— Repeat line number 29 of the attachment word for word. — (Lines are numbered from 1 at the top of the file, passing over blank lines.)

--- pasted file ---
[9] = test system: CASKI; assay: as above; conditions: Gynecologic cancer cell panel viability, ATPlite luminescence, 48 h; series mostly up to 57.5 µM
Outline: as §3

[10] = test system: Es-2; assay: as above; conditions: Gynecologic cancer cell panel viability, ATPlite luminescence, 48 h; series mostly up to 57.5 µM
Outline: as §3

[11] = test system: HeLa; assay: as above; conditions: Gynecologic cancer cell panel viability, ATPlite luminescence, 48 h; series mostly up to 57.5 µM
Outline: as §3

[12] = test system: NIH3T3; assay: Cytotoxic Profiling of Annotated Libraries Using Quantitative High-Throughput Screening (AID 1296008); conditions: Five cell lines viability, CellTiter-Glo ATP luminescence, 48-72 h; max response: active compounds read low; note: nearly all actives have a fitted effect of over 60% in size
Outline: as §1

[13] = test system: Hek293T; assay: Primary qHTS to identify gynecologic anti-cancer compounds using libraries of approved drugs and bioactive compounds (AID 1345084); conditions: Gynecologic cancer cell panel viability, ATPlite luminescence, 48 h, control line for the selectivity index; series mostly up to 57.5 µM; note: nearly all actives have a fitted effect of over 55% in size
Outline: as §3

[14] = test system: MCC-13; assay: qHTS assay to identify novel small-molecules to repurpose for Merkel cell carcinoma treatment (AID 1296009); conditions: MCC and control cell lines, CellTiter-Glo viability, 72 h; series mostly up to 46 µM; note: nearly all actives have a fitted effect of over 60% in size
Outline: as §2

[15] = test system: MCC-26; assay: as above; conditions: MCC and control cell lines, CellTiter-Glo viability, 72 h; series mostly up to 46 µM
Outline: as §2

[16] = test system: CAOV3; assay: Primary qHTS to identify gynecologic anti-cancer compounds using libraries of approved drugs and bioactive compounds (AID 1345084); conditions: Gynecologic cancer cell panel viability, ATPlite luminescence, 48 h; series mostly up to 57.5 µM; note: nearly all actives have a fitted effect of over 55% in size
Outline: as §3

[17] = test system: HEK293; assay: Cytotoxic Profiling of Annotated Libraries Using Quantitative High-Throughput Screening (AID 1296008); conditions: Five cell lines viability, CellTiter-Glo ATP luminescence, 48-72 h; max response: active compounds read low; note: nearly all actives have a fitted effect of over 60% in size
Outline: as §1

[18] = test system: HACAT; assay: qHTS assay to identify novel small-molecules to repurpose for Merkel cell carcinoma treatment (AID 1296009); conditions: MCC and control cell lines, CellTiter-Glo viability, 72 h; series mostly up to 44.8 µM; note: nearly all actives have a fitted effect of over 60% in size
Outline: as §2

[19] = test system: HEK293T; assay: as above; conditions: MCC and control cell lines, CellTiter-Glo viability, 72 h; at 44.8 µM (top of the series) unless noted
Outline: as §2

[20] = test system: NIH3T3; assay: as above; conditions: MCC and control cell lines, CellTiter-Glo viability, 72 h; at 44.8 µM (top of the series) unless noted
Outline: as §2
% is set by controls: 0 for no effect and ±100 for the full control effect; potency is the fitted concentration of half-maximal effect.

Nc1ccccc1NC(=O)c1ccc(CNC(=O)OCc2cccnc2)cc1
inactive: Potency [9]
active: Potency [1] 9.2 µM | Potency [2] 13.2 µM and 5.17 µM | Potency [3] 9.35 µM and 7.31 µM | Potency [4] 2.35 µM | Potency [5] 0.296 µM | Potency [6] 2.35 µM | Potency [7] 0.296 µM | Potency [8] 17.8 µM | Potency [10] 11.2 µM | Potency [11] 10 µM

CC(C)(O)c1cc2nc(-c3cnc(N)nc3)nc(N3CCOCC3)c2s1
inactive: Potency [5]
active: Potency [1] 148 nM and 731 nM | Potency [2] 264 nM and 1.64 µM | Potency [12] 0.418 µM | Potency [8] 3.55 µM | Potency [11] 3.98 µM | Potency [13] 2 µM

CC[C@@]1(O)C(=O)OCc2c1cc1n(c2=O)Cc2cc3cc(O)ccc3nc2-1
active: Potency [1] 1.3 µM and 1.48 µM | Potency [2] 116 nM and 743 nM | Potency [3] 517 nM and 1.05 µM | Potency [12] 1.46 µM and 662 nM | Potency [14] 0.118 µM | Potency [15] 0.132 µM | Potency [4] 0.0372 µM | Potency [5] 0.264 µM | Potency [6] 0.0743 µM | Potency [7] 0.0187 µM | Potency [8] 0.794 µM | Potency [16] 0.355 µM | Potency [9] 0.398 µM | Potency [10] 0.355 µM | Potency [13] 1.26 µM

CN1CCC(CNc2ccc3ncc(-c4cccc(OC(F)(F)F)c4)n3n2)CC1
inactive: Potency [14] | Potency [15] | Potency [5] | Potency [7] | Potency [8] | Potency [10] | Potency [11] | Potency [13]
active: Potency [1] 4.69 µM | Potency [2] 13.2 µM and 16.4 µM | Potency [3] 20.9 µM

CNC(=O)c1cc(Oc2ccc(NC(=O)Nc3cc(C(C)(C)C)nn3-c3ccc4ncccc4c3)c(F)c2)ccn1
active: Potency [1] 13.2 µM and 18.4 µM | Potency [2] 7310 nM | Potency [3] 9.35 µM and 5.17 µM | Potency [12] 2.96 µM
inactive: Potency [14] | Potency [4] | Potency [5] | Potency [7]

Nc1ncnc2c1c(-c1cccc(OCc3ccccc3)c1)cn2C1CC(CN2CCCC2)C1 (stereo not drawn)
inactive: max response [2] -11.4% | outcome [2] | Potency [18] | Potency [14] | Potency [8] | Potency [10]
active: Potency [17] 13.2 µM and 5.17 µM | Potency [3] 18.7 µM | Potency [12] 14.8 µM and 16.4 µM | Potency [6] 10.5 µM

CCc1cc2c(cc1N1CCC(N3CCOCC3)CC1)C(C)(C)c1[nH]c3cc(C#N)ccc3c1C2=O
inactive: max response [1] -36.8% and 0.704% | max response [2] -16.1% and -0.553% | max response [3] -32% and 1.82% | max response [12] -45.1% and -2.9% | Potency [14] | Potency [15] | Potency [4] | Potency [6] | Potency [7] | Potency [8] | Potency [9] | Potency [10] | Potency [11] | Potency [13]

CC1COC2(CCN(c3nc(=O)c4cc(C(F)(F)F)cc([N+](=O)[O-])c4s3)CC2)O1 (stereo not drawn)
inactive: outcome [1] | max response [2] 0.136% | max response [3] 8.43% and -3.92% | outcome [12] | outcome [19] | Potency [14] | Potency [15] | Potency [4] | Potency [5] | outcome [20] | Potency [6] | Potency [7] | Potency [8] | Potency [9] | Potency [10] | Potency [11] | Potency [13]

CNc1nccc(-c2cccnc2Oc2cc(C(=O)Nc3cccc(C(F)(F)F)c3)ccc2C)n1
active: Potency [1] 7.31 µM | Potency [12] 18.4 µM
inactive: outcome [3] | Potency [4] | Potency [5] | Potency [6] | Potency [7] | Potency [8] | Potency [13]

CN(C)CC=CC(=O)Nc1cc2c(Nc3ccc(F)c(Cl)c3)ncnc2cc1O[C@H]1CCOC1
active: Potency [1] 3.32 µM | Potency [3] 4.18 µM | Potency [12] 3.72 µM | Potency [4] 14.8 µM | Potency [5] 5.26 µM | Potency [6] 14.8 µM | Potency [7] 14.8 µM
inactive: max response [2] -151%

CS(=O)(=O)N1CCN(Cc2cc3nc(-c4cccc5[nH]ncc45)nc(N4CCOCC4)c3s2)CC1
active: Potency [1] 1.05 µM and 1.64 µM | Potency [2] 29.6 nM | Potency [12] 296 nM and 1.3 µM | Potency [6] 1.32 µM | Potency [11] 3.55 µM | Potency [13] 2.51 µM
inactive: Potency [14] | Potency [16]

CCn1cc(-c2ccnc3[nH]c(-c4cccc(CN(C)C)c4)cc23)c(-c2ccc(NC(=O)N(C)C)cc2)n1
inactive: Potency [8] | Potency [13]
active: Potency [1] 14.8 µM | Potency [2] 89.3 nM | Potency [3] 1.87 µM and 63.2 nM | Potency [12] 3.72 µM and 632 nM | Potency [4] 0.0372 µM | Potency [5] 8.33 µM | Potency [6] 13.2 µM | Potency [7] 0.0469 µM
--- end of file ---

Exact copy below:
CC(C)(O)c1cc2nc(-c3cnc(N)nc3)nc(N3CCOCC3)c2s1